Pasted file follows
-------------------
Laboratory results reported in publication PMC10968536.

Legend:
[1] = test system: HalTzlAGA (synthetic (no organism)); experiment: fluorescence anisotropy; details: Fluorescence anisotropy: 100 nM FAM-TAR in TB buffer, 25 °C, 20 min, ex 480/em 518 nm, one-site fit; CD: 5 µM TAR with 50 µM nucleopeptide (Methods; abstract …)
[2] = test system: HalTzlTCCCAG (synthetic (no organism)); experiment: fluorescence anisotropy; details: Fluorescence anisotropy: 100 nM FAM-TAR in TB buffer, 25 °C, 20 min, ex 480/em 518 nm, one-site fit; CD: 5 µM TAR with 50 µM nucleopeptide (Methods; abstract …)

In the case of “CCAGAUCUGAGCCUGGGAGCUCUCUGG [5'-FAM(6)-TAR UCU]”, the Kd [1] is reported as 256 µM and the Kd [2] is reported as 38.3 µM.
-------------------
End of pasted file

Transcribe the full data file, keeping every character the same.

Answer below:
Laboratory results reported in publication PMC10968536.

Legend:
[1] = test system: HalTzlAGA (synthetic (no organism)); experiment: fluorescence anisotropy; details: Fluorescence anisotropy: 100 nM FAM-TAR in TB buffer, 25 °C, 20 min, ex 480/em 518 nm, one-site fit; CD: 5 µM TAR with 50 µM nucleopeptide (Methods; abstract …)
[2] = test system: HalTzlTCCCAG (synthetic (no organism)); experiment: fluorescence anisotropy; details: Fluorescence anisotropy: 100 nM FAM-TAR in TB buffer, 25 °C, 20 min, ex 480/em 518 nm, one-site fit; CD: 5 µM TAR with 50 µM nucleopeptide (Methods; abstract …)

In the case of “CCAGAUCUGAGCCUGGGAGCUCUCUGG [5'-FAM(6)-TAR UCU]”, the Kd [1] is reported as 256 µM and the Kd [2] is reported as 38.3 µM.